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‘Share the Journey’ of world’s refugees

Pope Francis launches campaign of solidarity with migrants

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Archbishop Thomas Wenski originally wrote this column for the August 2017 edition of the Florida Catholic. We are re-running it today, with updates, to mark the launch of Pope Francis' two-year "Share the Journey" campaign on behalf of immigrants and refugees.

In a world that has become considerably smaller because of globalization and social media, the small gesture can have a major impact. Today, Sept. 27, Pope Francis has invited his brother bishops — but also all Catholics and other people of good will — to join in a global campaign made up of small gestures of solidarity to draw attention to the plight of the more than 65 million refugees and migrants in our world today. These 65 million men, women and children represent the greatest number of displaced persons since the end of World War II.

The campaign, simply called “Share the Journey,” asks Catholics to give a visible demonstration of support for refugees and migrants. The U.S. bishops, in support of Pope Francis’ initiative and in collaboration with Catholic Charities USA and Catholic Relief Services, have also designated the week of October 7-13 a “week of prayer and action” in order to promote a culture of encounter to counter the culture of indifference.

It is disappointing that our country, which has had a long history of providing “safe harbor” to refugees and asylum seekers, has announced steep reductions in refugee admissions (to less than 50,000 per year). Equally disappointing is that for almost two decades, efforts to reform a broken immigration system have been stymied in Congress.

Harsh anti-immigrant rhetoric has poisoned our national discourse and has incited irrational fears of the “stranger.” A recent bill proposed in the Senate and supported by the Administration would cut legal immigration by 50 percent. The National Immigration Forum estimates that the country is already facing a work force gap of 7.5 million jobs by 2020.

Cutting legal immigration for the sake of cutting immigration would cause irreparable harm to the American worker and their family. The only countries growing economically are countries that welcome immigrants. In spite of considerable cultural and economic anxiety about immigration, immigrants are crucial to the growth of the economy. This includes not only immigrant doctors, scientists and investment bankers but also those immigrants who take up what are called “entry level” jobs in agriculture, service and hospitality industries. With record-low unemployment, jobs are left unfilled. With illegal entry down by 75 percent, now is the time to address comprehensive immigration reform.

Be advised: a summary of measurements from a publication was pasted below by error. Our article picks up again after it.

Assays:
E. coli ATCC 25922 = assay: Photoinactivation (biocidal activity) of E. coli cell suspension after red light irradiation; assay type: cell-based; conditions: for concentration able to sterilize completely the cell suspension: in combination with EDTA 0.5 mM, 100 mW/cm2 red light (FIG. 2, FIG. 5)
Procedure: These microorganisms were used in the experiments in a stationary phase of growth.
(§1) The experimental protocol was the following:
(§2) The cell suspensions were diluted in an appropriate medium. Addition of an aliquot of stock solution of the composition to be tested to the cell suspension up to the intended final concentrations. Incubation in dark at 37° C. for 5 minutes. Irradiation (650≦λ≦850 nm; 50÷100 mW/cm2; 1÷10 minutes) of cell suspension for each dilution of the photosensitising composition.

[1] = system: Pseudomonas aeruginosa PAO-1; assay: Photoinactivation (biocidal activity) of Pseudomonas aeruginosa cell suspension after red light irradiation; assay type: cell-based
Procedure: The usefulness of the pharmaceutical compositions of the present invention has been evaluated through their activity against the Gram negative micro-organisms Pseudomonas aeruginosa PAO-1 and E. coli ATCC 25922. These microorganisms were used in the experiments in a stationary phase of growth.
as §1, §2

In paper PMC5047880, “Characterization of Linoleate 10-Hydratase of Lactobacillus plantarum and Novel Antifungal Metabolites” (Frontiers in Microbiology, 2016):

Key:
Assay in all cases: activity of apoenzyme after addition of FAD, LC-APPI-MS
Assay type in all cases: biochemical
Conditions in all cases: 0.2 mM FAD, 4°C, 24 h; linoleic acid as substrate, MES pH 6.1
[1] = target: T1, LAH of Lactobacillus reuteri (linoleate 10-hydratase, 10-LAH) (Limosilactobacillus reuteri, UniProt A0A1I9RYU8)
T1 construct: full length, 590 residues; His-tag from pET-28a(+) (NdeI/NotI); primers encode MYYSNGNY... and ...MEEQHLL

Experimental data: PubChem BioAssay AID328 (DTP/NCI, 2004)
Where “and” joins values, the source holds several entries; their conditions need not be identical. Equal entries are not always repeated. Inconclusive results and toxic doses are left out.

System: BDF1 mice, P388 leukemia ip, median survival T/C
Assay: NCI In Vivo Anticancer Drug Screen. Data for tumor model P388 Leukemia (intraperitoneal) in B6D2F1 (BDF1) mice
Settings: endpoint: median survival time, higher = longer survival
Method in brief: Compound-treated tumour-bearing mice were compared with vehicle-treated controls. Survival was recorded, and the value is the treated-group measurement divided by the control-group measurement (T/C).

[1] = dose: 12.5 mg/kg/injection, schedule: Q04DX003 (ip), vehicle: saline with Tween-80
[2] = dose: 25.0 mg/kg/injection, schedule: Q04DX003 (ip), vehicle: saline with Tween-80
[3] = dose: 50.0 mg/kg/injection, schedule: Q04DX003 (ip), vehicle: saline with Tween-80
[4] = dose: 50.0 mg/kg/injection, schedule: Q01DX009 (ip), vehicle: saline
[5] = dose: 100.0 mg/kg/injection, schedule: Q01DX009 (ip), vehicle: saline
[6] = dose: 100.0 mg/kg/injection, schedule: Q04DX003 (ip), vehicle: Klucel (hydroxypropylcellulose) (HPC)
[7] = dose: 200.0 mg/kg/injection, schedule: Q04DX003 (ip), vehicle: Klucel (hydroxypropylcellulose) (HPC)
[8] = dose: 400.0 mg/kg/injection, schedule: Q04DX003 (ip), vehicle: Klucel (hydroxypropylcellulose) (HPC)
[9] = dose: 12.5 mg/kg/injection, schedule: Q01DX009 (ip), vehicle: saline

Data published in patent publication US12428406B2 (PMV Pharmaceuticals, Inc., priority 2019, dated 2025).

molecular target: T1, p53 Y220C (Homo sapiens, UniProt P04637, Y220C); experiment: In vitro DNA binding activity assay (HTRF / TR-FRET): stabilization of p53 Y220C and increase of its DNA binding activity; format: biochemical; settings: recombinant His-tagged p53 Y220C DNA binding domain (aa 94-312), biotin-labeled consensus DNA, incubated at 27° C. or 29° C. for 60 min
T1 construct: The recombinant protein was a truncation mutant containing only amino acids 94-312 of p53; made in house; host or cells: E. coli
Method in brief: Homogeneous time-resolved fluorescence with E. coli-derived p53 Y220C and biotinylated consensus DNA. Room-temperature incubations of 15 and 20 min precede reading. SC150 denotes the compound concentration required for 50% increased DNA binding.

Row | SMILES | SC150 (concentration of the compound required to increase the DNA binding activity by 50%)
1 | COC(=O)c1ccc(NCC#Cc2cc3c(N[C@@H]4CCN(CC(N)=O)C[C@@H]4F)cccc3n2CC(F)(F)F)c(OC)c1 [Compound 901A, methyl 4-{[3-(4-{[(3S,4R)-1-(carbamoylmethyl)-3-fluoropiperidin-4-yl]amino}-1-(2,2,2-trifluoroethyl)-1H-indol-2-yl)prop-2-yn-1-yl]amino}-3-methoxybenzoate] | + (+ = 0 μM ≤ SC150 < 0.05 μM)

But immigration has become a “wedge issue” in our politics, leading to the suspicion that lawmakers don’t really want to fix what everyone admits to being a broken system. The status quo allows politicians on both the left and the right to appeal to their bases and solicit funds from them — while some 11 million irregular immigrants live in fear and despair and thousands who could have been resettled in the U.S. languish in refugee camps.

The “Share the Journey” campaign — which began with Pope Francis showing support and solidarity to the migrant with a simple gesture — will last till September 2019 and aims to shape conversations and actions to answer the Gospel call to love one’s neighbor: “I was a stranger and you welcomed me.”

The stridency and polarization of politics in America today can be discouraging. 24-hour cable "news" cycles have made "politics" another form of entertainment, as "real" as professional wrestling. Nevertheless, all of us are called to become informed, active and responsible participants in the political process — and to do so by bringing together, coherently and consistently, our faith, our moral convictions and our responsibilities in the public square.

“Share the Journey” invites us to see through the eyes of others rather than turning a blind eye. As Pope Francis says, “Not just to see but to look. Not just to hear but to listen. Not just to meet and pass by, but to stop. And don’t just say ‘what a shame, poor people,’ but allow ourselves to be moved by pity.”

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